Sunday, April 19, 2009

“Under the Apple Trees”, an original play by Duay O’Neil, is playing in Cosby at Carver’s Orchard April 24, 7:00 p.m., April 25, 7:00 p.m., and Sunday afternoon, April 26, 3 p.m. Tickets are $10.00.

This is an outdoor performance, weather permitting, or we go to the apple barn if the skies are inclement. Rain or shine, the show goes on.

The set is an old log cabin. There are 31 members of the cast. The story is of the Carver Family, early settlers in the area, and their journey to their present orchard 75 years ago when the Great Smoky Mountain National Park was formed and their land was bought by the park.

Mountain music opens and closes the show with Dave McClary on the old time banjo with his band. Seven of the Carver family are cast members.

If you enjoy storytelling and lore of the mountains, you will feel as though you have gone backstage yourself…not behind the set, but backstage into the memories of the Carver family from before the Civil War, through the depression, and to the years they left their home in the Park and resettled at the present orchard site. Secrets are shared.

My reaction to the play was to call my aunt the day after opening night April 17th and ask for some more of her stories. She is 88 and I want to know all that she can remember, not just from her lifetime, but from the stories she heard as a child from her grandmother.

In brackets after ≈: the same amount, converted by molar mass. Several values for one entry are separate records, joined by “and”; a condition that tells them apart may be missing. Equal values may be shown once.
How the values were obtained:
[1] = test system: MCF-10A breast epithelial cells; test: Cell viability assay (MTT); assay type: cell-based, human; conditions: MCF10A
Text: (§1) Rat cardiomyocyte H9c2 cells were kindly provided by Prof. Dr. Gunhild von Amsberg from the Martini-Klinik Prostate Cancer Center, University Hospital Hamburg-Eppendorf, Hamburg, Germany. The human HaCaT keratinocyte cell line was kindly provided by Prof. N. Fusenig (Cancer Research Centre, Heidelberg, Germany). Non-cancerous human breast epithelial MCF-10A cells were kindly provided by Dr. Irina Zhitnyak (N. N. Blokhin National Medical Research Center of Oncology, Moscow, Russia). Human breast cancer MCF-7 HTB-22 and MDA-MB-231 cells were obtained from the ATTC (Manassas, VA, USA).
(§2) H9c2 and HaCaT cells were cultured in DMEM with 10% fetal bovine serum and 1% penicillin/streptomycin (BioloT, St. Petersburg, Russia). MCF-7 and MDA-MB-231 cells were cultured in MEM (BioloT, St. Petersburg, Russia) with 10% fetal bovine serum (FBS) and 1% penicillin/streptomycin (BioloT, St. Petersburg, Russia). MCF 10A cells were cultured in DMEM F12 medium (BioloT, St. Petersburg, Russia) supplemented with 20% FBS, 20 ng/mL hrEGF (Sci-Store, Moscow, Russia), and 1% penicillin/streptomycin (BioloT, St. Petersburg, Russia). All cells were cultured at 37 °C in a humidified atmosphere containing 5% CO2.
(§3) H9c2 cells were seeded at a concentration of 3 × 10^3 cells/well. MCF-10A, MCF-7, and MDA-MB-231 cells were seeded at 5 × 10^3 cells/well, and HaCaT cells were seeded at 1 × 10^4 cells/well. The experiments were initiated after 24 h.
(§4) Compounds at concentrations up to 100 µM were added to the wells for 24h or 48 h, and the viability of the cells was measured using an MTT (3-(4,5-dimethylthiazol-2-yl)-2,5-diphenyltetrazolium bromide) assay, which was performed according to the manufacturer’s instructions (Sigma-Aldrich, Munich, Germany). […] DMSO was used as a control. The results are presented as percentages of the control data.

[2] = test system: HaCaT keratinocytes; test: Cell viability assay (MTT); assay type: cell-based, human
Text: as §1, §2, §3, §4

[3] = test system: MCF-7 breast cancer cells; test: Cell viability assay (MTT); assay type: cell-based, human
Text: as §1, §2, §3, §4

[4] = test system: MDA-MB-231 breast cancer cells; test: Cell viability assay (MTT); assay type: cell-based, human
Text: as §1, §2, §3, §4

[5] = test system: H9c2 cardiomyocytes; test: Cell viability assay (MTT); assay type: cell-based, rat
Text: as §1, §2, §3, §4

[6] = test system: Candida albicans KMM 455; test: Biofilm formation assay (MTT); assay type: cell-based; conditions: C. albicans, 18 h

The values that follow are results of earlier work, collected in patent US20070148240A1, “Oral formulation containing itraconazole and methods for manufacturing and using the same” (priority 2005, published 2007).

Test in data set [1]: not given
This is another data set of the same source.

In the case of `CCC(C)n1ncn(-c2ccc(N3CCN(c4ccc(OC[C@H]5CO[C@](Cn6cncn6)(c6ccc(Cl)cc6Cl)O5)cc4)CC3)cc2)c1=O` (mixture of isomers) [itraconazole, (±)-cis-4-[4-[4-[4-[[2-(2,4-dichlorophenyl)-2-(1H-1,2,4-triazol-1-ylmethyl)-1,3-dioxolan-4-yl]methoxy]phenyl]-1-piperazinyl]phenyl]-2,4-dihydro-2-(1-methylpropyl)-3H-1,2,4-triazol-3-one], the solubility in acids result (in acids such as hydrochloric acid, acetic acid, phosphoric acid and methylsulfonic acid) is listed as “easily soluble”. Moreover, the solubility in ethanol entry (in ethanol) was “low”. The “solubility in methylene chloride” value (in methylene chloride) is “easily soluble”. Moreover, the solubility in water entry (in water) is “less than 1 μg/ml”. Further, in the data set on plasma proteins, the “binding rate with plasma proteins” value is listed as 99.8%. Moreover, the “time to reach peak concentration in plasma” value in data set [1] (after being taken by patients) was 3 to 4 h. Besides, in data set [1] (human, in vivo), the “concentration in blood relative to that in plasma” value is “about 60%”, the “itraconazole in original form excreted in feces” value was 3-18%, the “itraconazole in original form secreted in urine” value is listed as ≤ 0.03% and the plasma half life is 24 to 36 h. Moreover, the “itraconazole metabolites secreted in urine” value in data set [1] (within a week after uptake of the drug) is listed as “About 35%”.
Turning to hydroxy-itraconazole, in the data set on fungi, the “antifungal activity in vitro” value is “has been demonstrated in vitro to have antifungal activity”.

Janice Haynes
Creekwalk Inn Bed and Breakfast and Cabins at Whisperwood Farm, Great Smoky Mountains, Cosby, TN

Wednesday, April 1, 2009

Gatlinburg bed and breakfast Great Smoky Mountains Ramsey Cascade Waterfall

The Great Smoky Mountains is my home. My inn is nestled in a little valley, in a little town that doesn’t even have a mayor, or any incorporation. Yet I am within 20 minutes of 4 Great Smoky Mountain National Park entrances and I love to hike.

I am just 30 minutes from Gatlinburg or Pigeon Forge, Tennessee. This photo is one of the challenging hikes for my inn guests who are fit and ambitious…eight miles round trip to a gorgeous waterfall, Ramsey Cascade, in the Greenbrier section of the Smokies, between Cosby and Gatlinburg. I love to pack lunches for my hiking guests. The last thing I want for them is for hunger to strike when they could be relaxing on the top of a mountain or at the foot of a waterfall. This photo was sent in by one of my guests. I love the stories at night of the trail. I have hiked from Cades Cove to Cosby and then on to Hot Springs, NC, planning day trips. I love winter hiking. Right now the spring flowers are leaping out of the ground. We have trilliums, mayapples and flocks up everywhere along the creek bank next to our bed and breakfast. I grew up in New Hampshire in the same beautiful chain of mountains, just moved south to a different climate. I’ve been in the south since I was 10. The plants in the park are the same, the teaberry leaves to chew that taste like wintergreen. I chewed them as a child and still love to crunch the leaves and make sure it is the right plant so I don’t poison myself, then have woods candy, as I told my children when they were little, too.
We have waterfalls all over the park and the spring rains make wonderful sprays of water, even more magnificent than the summer falls.

Janice Haynes
Pedestrian (hiker), innkeeper, Creekwalk Inn
Great Smoky Mountains, Cosby, Tennessee